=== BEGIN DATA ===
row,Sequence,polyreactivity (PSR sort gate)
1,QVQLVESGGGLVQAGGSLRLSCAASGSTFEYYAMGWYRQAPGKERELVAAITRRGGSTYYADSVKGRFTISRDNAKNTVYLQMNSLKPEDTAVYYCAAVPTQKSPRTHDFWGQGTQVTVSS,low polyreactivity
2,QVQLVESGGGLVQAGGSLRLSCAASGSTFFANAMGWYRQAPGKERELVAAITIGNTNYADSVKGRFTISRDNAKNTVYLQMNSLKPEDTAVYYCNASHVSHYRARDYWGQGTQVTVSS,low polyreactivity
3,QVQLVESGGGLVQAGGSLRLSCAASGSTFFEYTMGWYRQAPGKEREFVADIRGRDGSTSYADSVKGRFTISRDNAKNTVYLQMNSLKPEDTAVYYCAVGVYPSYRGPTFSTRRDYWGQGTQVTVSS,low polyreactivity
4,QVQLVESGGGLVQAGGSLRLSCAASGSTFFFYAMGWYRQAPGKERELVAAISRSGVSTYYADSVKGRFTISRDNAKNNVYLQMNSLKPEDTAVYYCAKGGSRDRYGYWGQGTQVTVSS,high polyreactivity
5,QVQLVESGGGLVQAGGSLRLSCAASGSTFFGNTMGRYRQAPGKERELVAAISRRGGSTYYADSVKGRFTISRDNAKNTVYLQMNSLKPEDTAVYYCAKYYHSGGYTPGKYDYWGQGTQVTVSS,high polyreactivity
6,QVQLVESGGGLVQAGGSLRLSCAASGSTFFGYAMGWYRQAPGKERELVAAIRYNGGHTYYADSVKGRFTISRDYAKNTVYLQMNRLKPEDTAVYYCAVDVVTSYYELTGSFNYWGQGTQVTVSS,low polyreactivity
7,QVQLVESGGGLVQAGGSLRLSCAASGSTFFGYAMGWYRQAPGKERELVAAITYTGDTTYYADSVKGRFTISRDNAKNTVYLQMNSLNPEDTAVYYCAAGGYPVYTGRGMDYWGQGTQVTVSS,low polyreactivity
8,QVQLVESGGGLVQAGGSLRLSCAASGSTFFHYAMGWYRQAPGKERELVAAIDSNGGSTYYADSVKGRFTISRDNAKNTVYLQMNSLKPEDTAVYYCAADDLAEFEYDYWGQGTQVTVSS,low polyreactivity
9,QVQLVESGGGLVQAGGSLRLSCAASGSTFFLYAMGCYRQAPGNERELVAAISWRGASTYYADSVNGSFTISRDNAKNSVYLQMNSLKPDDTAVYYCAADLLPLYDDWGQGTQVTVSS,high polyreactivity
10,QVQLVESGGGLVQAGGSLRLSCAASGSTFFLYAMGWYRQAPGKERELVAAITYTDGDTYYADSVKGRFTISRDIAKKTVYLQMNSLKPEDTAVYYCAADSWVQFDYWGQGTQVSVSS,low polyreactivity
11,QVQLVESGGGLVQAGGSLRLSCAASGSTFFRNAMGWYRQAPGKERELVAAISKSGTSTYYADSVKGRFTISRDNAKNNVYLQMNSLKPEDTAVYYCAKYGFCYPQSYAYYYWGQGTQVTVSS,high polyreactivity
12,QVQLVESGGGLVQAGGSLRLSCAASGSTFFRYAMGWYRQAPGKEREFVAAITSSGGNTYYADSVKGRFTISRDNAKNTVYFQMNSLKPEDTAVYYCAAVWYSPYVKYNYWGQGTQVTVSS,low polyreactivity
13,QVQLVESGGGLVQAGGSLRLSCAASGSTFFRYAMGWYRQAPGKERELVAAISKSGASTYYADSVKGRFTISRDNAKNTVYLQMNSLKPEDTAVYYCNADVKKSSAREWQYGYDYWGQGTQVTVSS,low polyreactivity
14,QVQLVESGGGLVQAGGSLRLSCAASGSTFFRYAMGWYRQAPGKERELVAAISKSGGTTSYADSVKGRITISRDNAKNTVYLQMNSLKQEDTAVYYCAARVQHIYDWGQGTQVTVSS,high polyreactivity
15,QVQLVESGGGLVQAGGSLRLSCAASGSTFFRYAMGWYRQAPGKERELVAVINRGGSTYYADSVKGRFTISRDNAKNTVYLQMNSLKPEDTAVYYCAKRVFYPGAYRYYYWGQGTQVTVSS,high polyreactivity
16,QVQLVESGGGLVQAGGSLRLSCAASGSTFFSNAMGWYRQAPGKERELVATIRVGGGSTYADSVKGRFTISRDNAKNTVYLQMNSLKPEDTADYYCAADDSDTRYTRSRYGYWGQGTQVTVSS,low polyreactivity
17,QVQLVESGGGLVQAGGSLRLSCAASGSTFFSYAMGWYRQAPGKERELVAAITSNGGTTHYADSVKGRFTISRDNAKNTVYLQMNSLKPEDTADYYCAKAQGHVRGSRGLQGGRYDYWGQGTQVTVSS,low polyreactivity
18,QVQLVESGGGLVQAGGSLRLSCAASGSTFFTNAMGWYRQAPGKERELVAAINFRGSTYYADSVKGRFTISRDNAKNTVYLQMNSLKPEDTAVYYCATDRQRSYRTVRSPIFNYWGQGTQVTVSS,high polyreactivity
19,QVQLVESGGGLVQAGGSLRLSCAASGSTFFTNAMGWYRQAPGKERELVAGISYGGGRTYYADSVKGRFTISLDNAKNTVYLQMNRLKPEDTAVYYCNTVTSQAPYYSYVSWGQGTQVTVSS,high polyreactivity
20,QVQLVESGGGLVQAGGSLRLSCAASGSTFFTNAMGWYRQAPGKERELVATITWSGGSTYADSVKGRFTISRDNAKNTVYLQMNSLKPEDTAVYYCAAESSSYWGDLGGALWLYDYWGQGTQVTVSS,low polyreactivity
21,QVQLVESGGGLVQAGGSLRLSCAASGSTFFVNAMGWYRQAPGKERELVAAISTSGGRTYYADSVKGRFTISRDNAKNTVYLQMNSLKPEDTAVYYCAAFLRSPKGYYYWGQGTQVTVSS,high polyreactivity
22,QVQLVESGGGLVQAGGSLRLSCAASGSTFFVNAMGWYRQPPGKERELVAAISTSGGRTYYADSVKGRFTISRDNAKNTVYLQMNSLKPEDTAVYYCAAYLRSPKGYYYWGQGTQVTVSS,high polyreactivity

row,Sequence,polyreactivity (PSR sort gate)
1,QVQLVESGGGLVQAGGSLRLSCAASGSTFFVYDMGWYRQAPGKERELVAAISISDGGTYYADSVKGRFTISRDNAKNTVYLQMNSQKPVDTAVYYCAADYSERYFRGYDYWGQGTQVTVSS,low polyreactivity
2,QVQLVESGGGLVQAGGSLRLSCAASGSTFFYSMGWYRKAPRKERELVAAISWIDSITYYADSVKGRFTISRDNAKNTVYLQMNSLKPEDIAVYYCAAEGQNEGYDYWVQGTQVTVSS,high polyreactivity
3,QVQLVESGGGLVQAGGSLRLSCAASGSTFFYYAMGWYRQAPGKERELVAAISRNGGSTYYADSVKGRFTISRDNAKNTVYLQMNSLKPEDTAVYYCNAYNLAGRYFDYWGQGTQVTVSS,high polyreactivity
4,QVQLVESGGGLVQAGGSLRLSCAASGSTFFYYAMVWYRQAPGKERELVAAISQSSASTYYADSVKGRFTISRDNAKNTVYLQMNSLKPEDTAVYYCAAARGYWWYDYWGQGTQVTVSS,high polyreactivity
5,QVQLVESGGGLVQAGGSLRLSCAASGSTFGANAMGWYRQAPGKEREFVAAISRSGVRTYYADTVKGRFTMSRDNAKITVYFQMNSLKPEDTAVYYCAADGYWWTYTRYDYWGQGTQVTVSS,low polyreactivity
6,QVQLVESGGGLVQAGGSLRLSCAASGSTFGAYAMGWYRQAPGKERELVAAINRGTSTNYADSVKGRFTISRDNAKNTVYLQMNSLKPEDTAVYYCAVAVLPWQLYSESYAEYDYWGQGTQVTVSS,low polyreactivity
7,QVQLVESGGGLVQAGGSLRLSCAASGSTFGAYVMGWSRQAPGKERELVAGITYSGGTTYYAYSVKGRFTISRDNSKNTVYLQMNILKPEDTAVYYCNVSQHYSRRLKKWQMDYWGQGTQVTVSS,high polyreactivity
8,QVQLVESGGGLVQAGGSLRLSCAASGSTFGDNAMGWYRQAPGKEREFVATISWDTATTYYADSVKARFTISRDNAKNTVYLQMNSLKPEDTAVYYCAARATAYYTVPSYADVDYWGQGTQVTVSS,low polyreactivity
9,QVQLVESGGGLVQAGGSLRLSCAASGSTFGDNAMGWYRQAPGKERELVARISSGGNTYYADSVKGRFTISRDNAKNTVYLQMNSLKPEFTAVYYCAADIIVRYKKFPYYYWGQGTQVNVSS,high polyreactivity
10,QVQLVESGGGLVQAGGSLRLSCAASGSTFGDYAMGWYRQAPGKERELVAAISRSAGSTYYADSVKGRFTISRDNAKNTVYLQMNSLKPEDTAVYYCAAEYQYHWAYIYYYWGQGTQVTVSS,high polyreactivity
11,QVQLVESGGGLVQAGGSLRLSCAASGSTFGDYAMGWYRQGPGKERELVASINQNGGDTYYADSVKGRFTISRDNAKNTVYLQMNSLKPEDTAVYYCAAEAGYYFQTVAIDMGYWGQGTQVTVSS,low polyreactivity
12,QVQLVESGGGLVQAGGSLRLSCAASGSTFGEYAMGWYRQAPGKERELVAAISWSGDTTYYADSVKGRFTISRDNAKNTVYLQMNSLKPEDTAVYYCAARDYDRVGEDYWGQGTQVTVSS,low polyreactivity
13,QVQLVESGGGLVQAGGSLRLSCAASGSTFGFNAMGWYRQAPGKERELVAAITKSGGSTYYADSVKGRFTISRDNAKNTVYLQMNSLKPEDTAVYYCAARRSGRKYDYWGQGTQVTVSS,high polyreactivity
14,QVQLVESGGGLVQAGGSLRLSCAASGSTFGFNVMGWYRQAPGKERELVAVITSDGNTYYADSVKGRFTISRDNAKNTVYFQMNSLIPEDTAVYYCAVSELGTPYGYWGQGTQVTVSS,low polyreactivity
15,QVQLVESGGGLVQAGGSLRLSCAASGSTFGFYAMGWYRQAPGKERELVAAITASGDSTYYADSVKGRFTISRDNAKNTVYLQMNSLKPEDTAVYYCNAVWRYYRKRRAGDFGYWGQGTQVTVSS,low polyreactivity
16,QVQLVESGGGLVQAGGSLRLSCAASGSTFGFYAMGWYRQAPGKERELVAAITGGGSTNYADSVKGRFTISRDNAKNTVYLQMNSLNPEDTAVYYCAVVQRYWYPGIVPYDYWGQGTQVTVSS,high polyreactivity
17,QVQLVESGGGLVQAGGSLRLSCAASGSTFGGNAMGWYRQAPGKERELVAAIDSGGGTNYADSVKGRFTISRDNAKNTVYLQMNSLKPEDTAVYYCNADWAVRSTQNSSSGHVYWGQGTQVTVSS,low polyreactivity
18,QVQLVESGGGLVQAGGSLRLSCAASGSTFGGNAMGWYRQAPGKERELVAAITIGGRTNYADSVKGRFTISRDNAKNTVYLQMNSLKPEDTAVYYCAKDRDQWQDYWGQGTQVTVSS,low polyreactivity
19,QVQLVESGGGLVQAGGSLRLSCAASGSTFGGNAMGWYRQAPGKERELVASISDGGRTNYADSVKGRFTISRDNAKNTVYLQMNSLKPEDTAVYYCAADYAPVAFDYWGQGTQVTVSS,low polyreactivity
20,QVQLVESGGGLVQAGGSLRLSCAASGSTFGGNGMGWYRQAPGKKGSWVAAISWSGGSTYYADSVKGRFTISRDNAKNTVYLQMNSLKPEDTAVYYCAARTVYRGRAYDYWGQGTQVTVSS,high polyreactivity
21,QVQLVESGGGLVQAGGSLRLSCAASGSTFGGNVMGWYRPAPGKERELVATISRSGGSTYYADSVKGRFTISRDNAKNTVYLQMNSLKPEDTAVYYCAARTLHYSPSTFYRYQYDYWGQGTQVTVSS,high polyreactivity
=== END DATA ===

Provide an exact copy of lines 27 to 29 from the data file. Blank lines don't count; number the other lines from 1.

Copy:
3,QVQLVESGGGLVQAGGSLRLSCAASGSTFFYYAMGWYRQAPGKERELVAAISRNGGSTYYADSVKGRFTISRDNAKNTVYLQMNSLKPEDTAVYYCNAYNLAGRYFDYWGQGTQVTVSS,high polyreactivity
4,QVQLVESGGGLVQAGGSLRLSCAASGSTFFYYAMVWYRQAPGKERELVAAISQSSASTYYADSVKGRFTISRDNAKNTVYLQMNSLKPEDTAVYYCAAARGYWWYDYWGQGTQVTVSS,high polyreactivity
5,QVQLVESGGGLVQAGGSLRLSCAASGSTFGANAMGWYRQAPGKEREFVAAISRSGVRTYYADTVKGRFTMSRDNAKITVYFQMNSLKPEDTAVYYCAADGYWWTYTRYDYWGQGTQVTVSS,low polyreactivity